Smiths debate @ Manchester Cornerhouse on Thursday
Smiths debate @ Manchester Cornerhouse on Thursday

Smiths in TV ad debate
Smiths in TV ad debate

We are the last people to go about the insidious world of advertising, afterall we have poxy ads on this site. It’s the only way we can pay for all the costs. It’s the curse of modern times, no-one pays for anything so you have to do a deal with the devil.

Saying that we were a bit surprised to hear the Smiths, ‘Please, Let Me Get What I Want ‘, getting used on a TV advert for John Lewis. I’m not getting into all that sellout crap- afterall those Iggy adverts are actually quite entertaining.

The advert itself is one of those creepy, ’emotional rollercoaster’ xmas ads to tug the heart strings and open the wallet. The version of ‘Please, Let Me Get What I Want ‘ is very good, done as a plaintive ballad it really pulls out Morrissey’s genius lyrics and makes you remember what a great word writer he is.

Some Smiths fans, though, are less than happy. But are they right to feel this way?

“One of the very best, holiest of holy, heartbreakingly beautiful Smiths songs is being sold to John Lewis in order for them to flog their middle class tat,” complained one online fan who gave his name as Edd the Caricaturist.

“Please, Please ”¦ is our hymn about longing and unrequited love … No way on Earth should it be used to sell household goods or clothes. Shame on you Moz and Marr! Unforgivable. You’ve made an old fan very sad.”

Where do you stand on this?
On one level there is something interesting about the Smiths becoming that mainstream that they are part of the very fabric of UK life that they are in a major xmas ad… it’s the 21st century version of a hit single and they were always good at those.

On another level does doing an advert ruin a song? does it matter? the Fall and John Peel have been used by ads so why not the Smiths? Madness use their music in loads of ads and it causes no problems, I’ve even heard Morrissey’s favourite band the New York Dolls is an ad…

And aren’t we all part of this process?

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  1. One problem is not that a Smiths song is being used in an advert – it’s that the meaning of that song is being willfully misunderstood and misrepresented, as if they just went looking for a short song with the word “want” in the title and didn’t think any further. They’re like the people who ask for “I Will Always Love You” at their weddings, oblivious to the fact that it’s a break-up song. Halfwits, essentially.

    The other problem is that it’s about Christmas. Is there anything on the planet less Smithsy than Christmas?

  2. Interesting that John Lewis said the age of the average Smiths fan is 45 to 55 which fits right into the demographics of the John Lewis punter? “Has the world changed or have I?” I asked this question in my local the other night based on John Lewis findings of their demographics and perhaps the average Smiths fan now is a John Lewis customer? Perhaps seeking out different bands, clubs, bars and people using your savie and all that in our youth gave us a bit more foresight into life? Maybe asking more questions and challenging things perhaps these qualities are the things that companies look for in higher paid jobs later in life? Can you see where I am leading to with the John Lewis facts? Perhaps this should be a warning to our youth to discourage them from watching X factor and to be careful what you listen to, as it may well end up that your shopping in Pound Land when your fifty.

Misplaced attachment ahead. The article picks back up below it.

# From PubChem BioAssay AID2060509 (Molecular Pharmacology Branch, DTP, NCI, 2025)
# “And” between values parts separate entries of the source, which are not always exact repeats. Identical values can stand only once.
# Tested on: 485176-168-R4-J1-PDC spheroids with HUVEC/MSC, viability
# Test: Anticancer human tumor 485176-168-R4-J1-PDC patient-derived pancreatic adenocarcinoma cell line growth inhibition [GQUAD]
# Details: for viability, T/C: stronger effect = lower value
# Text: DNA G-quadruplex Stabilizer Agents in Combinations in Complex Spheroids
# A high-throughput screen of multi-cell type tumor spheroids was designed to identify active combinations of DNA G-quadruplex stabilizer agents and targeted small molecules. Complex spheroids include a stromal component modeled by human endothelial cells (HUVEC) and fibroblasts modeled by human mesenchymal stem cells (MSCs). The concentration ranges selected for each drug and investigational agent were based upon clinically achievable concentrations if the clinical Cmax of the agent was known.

3. haven’t we all been to weddings where the grandparents are dancing to the Membranes and Mudhoney? time changes things, we just need to roll with it.
    it should also be mentioned that JL is an employee owned store, a kind of posh co-op, so alles gut.

    someone suggested that the guys at were negotiating for the ‘There’s No One Quite Like Grandma’ over their e-book Christmas range – now that really would take the biscuit.

    and i loved John Peel’s voiceover – would that he were still here to sell us anything.


  4. Time and time again people read too much into stuff like this. GET A LIFE! The original is a brilliant brilliant song. The cover is a decent version and it suits the ad perfectly. That’s all that needs to be said.

  5. its not the first time that number has been used, remember the cover version in the film ferris buellers day off ? just hope the band are benefitting from it.

  6. Unless you’ve been moved by the ad enough to shop at John Lewis this Christmas when you otherwise wouldnt have, then the whole thing hasnt worked has it? I dont think ‘Oo British Gas use The Universal in their ads. If they’re good enough for Blur, they’re the Gas provider for me’, in fact I’m more likely to think ‘Fuck you British Gas if you think you can sweettalk me with a Blur song’.

    Morrisey and Marr wrote the song and they can do want they want with it. Just turn the ad off/down/over.


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